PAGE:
NYPA generated 28 billion kilowatt-hours in 2011, 78% from hydro
Friday, May 11, 2012 - 11:59 am

The New York Power Authority generated 28.13 billion kilowatt-hours of electricity in 2011, with nonpolluting hydropower accounting for 78 percent, according to its just-issued 2011 annual report.

NYPA is in the final stages of a 15-year project at its St. Lawrence-Franklin D. Roosevelt Power Project in Massena, with the refurbishing of all 16 turbine generators and other equipment at a cost of $281 million due to be completed by next year.

Details of other maintenance, “smart grid” developments for modernizing electricity-delivery systems, and NYPA’s investment in a new power line being built by Hudson Transmission Partners from New Jersey to New York City, are included in the infrastructure section.

NYPA says its 2011 energy efficiency efforts cut the state’s demand for electricity by more than 10 megawatts (MW), lowered the annual energy bills of public facilities by about $9 million and reduced greenhouse gas emissions by nearly 36,000 tons. For the third consecutive year, NYPA broke its record by financing more than $186 million in energy efficiency and clean energy projects. The expenditures were linked to initiatives at nearly 2,600 public facilities throughout the state.

In 2011, NYPA expanded its Green Power program, purchasing over 230,000 megawatt-hours of renewable energy credits from new and existing facilities on behalf of customers looking to “green” their operations or meet state and local mandates. Green Power projects generate electricity from renewable sources, including biomass, waste gas and wind power.

The Power Authority says electricity they generated directly supported nearly 380,000 jobs throughout the state, with more than 9,000 new and existing jobs linked to allocations in 2011 alone. During the year, NYPA established the framework for administering Governor Cuomo’s ReCharge New York Program, which makes available 910 MW of lower-cost power to New York businesses and not-for-profit organizations across the state in return for their retaining and creating jobs and undertaking capital investments.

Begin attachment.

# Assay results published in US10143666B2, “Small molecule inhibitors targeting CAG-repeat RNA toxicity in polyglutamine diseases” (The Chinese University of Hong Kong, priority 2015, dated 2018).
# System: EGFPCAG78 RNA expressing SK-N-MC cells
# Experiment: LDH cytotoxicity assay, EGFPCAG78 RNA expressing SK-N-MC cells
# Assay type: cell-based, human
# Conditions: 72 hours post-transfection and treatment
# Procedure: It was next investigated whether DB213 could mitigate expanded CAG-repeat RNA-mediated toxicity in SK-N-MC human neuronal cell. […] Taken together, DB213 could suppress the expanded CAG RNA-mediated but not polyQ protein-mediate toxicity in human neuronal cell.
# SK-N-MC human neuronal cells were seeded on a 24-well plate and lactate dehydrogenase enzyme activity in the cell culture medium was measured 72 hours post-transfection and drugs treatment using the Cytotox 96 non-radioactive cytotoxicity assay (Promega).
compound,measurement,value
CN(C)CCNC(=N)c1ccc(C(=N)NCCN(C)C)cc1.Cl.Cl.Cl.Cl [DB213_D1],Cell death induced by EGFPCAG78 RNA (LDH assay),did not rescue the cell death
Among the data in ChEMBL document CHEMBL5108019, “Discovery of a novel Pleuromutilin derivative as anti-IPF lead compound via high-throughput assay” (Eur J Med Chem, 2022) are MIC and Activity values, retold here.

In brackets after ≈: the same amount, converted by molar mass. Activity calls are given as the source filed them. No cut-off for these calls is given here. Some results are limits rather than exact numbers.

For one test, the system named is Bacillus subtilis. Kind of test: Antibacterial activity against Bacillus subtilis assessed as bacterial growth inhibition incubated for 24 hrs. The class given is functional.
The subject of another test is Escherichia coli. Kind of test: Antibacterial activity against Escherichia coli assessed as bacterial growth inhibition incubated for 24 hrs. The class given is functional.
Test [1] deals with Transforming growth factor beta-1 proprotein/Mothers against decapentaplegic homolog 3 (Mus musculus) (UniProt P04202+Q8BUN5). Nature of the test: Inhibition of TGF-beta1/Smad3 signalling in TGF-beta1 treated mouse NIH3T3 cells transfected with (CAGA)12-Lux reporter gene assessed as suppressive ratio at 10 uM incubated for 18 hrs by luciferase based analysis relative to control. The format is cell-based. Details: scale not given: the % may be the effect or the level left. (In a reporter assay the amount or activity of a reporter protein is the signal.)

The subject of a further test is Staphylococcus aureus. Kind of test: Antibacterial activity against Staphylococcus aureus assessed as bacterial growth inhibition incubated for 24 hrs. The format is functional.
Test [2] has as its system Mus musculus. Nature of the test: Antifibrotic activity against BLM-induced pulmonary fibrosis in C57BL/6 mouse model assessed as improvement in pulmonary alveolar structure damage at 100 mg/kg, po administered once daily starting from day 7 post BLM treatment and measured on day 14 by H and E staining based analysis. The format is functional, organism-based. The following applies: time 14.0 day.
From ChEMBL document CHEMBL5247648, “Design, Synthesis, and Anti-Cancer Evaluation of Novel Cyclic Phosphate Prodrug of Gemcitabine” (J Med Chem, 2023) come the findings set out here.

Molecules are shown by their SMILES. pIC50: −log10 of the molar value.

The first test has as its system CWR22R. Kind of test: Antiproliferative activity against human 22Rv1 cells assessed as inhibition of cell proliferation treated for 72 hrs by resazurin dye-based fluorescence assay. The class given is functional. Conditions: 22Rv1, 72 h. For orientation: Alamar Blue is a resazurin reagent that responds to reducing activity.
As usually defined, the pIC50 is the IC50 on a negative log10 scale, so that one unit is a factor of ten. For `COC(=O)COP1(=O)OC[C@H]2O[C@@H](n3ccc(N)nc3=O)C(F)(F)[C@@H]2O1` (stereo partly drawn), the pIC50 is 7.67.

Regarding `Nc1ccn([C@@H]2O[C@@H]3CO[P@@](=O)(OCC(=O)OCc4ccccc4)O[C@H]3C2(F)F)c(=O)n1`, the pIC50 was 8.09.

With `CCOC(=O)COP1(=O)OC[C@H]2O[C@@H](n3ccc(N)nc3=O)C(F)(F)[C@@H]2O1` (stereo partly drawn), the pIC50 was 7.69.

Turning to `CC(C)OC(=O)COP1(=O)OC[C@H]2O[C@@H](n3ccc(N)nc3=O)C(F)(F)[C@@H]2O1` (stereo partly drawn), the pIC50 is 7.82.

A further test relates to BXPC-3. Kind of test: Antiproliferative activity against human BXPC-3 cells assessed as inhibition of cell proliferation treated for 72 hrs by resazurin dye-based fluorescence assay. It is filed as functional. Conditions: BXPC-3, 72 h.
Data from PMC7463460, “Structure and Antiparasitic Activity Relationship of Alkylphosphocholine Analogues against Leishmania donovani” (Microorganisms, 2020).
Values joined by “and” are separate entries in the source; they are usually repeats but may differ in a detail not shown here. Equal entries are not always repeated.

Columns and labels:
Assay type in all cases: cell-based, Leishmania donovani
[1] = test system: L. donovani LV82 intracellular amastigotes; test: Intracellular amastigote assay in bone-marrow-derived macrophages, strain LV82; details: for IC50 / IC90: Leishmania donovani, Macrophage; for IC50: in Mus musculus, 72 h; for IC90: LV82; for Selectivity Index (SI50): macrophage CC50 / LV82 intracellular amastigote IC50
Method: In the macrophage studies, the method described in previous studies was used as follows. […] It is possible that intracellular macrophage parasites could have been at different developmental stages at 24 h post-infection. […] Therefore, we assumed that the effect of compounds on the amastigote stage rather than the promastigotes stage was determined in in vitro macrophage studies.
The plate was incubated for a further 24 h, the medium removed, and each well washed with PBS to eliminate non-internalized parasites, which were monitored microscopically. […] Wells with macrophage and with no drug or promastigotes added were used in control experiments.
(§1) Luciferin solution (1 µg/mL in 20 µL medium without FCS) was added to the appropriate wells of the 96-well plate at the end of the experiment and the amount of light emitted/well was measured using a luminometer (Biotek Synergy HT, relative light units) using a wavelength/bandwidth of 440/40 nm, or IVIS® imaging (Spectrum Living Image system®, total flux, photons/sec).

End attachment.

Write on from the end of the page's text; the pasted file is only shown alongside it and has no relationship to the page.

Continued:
The authority says that one of its 2001 success stories was a new allocation of low-cost power from NYPA’s St. Lawrence-FDR project to help Upstate Niagara Cooperative, a Western New York food and beverage producer, expand into northern New York at a plant in North Lawrence that had been closed.

The Cooperative, which is owned by 375 dairy farmers and a NYPA power customer since 2005, took over the plant, rehiring 60 workers who’d been laid off and making about $6 million in improvements to the facility, which specializes in yogurt products.

In 2011, NYPA undertook several initiatives associated with agreements reached with local communities and other stakeholders as part of the new federal licenses approved for the St. Lawrence-FDR project, in 2003, and the Niagara project, in 2007. The annual report describes some of these relicensing activities, which include Habitat Improvement Projects, shoreline stabilization efforts and other programs that are helping to protect and enhance the waterways that fuel NYPA’s largest hydropower projects.

The entire annual report is at www.nypa.gov.